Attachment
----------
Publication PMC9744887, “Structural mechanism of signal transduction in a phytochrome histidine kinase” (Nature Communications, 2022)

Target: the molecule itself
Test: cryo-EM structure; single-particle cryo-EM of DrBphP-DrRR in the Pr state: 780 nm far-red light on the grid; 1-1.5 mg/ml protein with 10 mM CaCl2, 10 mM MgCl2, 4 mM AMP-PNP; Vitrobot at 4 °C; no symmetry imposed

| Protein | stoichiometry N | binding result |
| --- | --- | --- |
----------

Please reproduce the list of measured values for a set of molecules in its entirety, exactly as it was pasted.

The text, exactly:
Publication PMC9744887, “Structural mechanism of signal transduction in a phytochrome histidine kinase” (Nature Communications, 2022)

Target: the molecule itself
Test: cryo-EM structure; single-particle cryo-EM of DrBphP-DrRR in the Pr state: 780 nm far-red light on the grid; 1-1.5 mg/ml protein with 10 mM CaCl2, 10 mM MgCl2, 4 mM AMP-PNP; Vitrobot at 4 °C; no symmetry imposed

| Protein | stoichiometry N | binding result |
| --- | --- | --- |